AUA 2018: Double-Blind Prospective Randomized Clinical Trial Comparing Regular and Moses Modes of Holmium Laser Lithotripsy: Preliminary Results
San Francisco, CA USA (UroToday.com) Ahmed Ibrahim, MD, a clinical urologist from Montreal, Canada, presented on a randomized double-blind prospective study that compares operative efficiency between Regular and Moses mode of Holmium laser lithotripsy. Currently, about 1 in 11 people are affected by kidney stones in the United States. According to the latest guidelines, Holmium laser lithotripsy is the gold standard for treatment of these stones because it is able to fragment most stone types with high stone free rates while maintaining a safety profile. Despite this, there are still challenges faced by Holmium laser lithotripsy such as energy absorbance by water, stone repulsion, and difficulty reaching certain locations (lower pole).
However, Moses technology provides a possible solution to these problems. With this new technology, the Holmium laser pulse is divided into two peaks. The first peak separates the fluid from the stone while the second peak is precisely delivered to the target, thus decreasing loss of energy compared to the Regular mode resulting in greater energy efficiency and less dependence on distance of stone.
In the study, a total of 66 patients were included and randomly assigned to two groups: Regular or Moses mode of Holmium laser lithotripsy. All patients and physicians were blinded and all procedures were performed by four urologists. Demographic data, stone parameters, peri-operative complications and success rates were compared. The primary objectives were to measure procedure time, fragmentation time, lasing time, total energy and degree of repulsion. Stone repulsion was graded on a Likert scale, which ranged from grade 0 (no repulsion) to grade 3 (migration to the kidney).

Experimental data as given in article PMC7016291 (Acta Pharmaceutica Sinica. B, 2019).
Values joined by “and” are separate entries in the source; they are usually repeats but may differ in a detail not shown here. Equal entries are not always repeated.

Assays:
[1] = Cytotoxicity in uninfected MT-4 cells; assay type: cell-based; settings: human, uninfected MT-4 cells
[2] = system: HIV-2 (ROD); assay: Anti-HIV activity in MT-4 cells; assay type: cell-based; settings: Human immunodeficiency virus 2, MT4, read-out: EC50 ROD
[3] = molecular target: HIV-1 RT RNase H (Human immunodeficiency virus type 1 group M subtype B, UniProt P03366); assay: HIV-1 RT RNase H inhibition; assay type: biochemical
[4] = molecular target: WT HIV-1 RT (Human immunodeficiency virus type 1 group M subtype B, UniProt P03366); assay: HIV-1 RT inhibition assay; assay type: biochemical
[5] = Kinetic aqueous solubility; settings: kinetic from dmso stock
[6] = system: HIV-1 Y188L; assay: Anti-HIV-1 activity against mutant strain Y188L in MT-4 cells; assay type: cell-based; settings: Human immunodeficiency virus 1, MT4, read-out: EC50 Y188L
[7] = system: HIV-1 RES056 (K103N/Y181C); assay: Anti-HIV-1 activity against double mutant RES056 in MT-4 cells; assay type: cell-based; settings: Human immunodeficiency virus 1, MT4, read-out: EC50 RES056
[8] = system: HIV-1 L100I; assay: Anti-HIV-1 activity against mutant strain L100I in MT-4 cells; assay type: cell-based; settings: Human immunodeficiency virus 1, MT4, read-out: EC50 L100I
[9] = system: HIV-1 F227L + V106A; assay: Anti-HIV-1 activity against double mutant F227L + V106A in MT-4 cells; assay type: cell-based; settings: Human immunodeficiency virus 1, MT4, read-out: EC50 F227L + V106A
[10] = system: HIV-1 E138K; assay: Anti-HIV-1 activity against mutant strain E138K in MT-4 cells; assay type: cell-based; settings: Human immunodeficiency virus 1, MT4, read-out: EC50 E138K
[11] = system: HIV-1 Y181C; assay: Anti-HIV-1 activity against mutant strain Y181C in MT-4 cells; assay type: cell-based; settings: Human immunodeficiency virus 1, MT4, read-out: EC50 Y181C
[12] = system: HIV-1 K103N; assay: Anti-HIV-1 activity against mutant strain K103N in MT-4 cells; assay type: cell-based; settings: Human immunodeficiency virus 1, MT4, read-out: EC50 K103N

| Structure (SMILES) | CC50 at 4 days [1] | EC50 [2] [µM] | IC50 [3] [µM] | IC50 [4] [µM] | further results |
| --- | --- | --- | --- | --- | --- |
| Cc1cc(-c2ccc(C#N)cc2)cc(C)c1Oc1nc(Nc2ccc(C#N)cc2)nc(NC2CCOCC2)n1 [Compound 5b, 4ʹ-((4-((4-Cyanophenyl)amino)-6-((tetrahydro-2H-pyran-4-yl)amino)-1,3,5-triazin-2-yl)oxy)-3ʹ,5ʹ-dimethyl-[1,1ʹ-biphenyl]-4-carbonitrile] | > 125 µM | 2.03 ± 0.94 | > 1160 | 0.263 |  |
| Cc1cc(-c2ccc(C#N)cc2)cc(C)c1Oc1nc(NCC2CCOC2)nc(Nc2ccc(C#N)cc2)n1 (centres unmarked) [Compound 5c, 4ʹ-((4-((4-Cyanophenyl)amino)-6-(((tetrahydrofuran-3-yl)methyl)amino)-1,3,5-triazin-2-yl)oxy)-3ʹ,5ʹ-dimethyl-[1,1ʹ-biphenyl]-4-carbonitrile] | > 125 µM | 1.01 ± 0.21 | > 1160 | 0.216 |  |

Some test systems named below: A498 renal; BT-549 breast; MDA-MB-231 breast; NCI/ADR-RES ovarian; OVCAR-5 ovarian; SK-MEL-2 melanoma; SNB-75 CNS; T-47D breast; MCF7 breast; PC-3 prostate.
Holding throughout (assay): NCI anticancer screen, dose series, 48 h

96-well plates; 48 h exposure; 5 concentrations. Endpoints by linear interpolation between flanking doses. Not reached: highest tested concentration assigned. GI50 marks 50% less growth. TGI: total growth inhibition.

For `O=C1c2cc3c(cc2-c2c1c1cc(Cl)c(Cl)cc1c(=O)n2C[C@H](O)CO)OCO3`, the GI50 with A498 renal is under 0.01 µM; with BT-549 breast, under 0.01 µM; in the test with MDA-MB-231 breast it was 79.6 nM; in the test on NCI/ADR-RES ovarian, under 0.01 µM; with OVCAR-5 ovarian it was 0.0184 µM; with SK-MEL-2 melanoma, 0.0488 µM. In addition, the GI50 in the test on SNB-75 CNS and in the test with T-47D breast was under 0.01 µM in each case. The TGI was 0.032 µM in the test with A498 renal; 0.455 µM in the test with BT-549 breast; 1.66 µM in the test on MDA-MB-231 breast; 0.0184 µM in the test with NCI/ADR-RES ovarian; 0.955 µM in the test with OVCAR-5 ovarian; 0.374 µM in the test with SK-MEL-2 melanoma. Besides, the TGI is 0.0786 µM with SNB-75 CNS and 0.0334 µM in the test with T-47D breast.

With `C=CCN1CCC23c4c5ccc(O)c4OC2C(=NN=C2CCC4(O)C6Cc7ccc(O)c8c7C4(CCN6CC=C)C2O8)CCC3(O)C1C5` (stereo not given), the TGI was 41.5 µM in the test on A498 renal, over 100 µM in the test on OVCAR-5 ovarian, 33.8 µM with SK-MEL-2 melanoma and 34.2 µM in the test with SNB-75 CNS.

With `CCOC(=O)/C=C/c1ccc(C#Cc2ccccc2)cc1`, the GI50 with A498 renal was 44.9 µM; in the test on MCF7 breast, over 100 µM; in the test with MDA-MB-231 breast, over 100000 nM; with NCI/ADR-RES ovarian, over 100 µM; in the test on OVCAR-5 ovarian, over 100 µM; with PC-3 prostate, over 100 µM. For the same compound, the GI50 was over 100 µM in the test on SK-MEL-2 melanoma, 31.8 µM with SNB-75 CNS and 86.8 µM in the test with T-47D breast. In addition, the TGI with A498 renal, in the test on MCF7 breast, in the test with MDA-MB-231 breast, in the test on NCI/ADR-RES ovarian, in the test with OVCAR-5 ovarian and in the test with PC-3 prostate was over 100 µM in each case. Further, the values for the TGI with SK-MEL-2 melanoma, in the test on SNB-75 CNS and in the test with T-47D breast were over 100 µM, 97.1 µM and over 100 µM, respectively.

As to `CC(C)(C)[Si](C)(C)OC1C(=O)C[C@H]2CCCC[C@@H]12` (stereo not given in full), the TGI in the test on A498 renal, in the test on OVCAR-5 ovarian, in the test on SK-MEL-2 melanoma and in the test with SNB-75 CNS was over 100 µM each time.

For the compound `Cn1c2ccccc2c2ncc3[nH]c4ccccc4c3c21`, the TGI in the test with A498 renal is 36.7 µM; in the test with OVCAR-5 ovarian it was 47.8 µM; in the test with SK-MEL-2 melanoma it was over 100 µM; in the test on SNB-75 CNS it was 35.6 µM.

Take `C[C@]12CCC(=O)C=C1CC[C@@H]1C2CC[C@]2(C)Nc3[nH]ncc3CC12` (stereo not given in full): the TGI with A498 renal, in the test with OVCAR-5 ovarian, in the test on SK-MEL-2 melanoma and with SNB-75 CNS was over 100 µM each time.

In the results, while demographic data and stone parameters were comparable in the two groups, a significant difference was found in fragmentation time and procedure time between the Regular and Moses groups. It was found that there was a 20%-25% reduction in both time measurements despite using the same total energy. Furthermore, there was also a significant reduction is retropulsion grade in the Moses group and stone free rates between the two groups were comparable at one month.
In conclusion, Moses technology was correlated with significantly lower fragmentation and procedural times. This reduction can be explained by the lower repulsion rate of the stone and enhanced energy delivery during laser lithotripsy, therefore improving efficiency. However, Dr. Ibrahim states that there were limitations to this study due to its preliminary nature, such as small sample size, short-term follow up (only about one month), the use of combined techniques of dusting and fragmentation, and no evaluation of the long pulse of Regular mode.
Presented by: Ahmed Ibrahim, MD
Written by: Whitney Zhang, Department of Urology, University of California-Irvine at the 2018 AUA Annual Meeting - May 18 - 21, 2018 – San Francisco, CA USA
AUA 2018: High Intensity Focused Ultrasound Dose Escalation Leads to Fewer Recurrences in Following Focal HIFU in Prostate Cancer
San Francisco, CA (UroToday.com) Dr. Huber and colleagues evaluated retrospective data to analyze optimal techniques used for high intensity focused ultrasound (HIFU) in prostate cancer. Their database contained 190 men, 131 of whom were treated with 2 HIFU ablation zones, and 59 of whom were treated with 3 ablation zones. This led to 37 matched pairs that were compared with regard to prostate cancer recurrence. The pairs were matched for exact Gleason score and tumor volume as assessed via mpMRI.
AUA 2018: Systematic Review and Meta-Analysis of Adjuvant Therapy After Nephrectomy for High-risk, Non-metastatic Renal Cell Carcinoma